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Journal of Neurocritical Care > Volume 15(2); 2022 > Article
Sung, Gwak, and Kim: Diffuse cerebral microbleeds in a patient with HIV and disseminated intravascular coagulation
Hypoxemia and critical illnesses such as sepsis and disseminated intravascular coagulopathy (DIC) are possible causes of massive microbleeds in the brain parenchyma [1]. We report a patient with human immunodeficiency virus (HIV) showing extensive cerebral microbleeds. A 59-year-old male patient presented with generalized tonic-clonic seizures. After admission, he was diagnosed with HIV infection while evaluating for pneumonia. Ten days after antiretroviral therapy (ART), DIC occurred as a result of pneumonia progression, compatible with immune reconstitution inflammatory syndrome (IRIS). Blood analysis showed elevated D-dimer levels (1,750 ng/mL), prolonged prothrombin time (16.1 seconds), and low platelet count (63×103/μL). He was stuporous with normal brainstem signs of brainstem injury. While the patient’s brain computed tomography images were unremarkable (Fig. 1A), susceptibility-weighted images demonstrated innumerable hypointense foci in the cerebrum and cerebellum suggestive of microbleeds (Fig. 1B). Multifocal hyperintense lesions were also observed in the fluid-attenuated inversion recovery images, which could induce a symptomatic seizure (Fig. 1C). Meanwhile, the cerebrospinal fluid examination was within the normal range. Anti-epileptic drugs were administered, and the patient’s mental status improved from stuporous to alert.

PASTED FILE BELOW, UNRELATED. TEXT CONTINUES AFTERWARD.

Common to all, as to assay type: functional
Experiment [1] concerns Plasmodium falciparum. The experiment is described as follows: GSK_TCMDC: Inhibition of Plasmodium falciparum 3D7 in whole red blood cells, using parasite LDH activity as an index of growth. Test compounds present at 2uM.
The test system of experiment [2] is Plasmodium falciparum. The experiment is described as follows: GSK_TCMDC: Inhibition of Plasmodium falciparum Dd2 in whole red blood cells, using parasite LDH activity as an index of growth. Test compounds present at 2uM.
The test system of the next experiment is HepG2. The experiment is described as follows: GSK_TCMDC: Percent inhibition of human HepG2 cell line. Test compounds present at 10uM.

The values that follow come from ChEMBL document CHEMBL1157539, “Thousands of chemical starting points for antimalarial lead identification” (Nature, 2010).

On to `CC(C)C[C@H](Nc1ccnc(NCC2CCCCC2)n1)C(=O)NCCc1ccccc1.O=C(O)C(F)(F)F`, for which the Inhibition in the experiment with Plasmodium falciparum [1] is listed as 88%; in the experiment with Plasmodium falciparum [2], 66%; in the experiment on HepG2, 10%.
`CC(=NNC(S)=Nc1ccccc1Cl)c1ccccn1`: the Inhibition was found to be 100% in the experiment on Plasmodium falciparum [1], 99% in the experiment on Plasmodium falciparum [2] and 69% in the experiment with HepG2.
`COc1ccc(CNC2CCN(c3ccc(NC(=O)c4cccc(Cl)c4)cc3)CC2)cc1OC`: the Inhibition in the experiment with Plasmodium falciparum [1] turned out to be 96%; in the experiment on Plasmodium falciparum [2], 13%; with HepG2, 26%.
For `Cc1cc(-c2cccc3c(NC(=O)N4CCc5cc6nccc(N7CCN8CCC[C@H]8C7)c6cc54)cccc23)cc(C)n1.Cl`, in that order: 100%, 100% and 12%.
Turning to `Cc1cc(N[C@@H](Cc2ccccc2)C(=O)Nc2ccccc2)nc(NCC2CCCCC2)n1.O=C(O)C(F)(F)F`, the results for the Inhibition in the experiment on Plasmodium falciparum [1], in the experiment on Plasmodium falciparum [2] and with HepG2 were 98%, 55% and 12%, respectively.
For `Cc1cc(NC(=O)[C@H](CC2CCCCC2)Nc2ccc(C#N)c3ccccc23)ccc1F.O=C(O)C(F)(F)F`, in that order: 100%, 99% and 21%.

Thus, IRIS triggered by ART initiation can affect the central nervous system in patients with HIV [2]. Therefore, clinicians should consider brain involvement presenting as extensive microbleeds in critically ill HIV patient.


Ethics statement
This case was reviewed and approved by the Institutional Review Board of Hanyang University Seoul Hospital (No. HY 2022-10-034). The need for informed consent was waived by the Board.
Conflict of interest
No potential conflict of interest relevant to this article.
Author contributions
Conceptualization: HSG, YSK. Data curation: HSG, WS. Formal analysis: HSG, WS. Methodology: HSG, YSK. Project administration: WS. Visualization: WS, YSK. Writing–original draft: all authors. Writing–review & editing: WS, YSK.

Fig. 1.
Computed tomography (CT), susceptibility-weighted image (SWI), and fluid-attenuated inversion recovery (FLAIR) images in magnetic resonance imaging of the brain. (A) CT images demonstrate no definite evidence of intracranial hemorrhage. (B) However, SWI presents with multiple hypointensities in the bilateral cerebral hemisphere cerebellum, predominant at the gray and white matter junction, suggestive of microbleeds. (C) FLAIR images show multiple hyperintense lesions involving cerebral cortices and white matter in regions with large microbleeds on SWI.


1. Valenti-Azcarate R, Irimia Sieira P, Esparragosa Vazquez I, Riverol Fernandez M. Multiple cerebral microbleeds associated with disseminated intravascular coagulation. Neurologia (Engl Ed) 2021;36:88-9.
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2. Johnson T, Nath A. Neurological complications of immune reconstitution in HIV-infected populations. Ann N Y Acad Sci 2010;1184:106-20.
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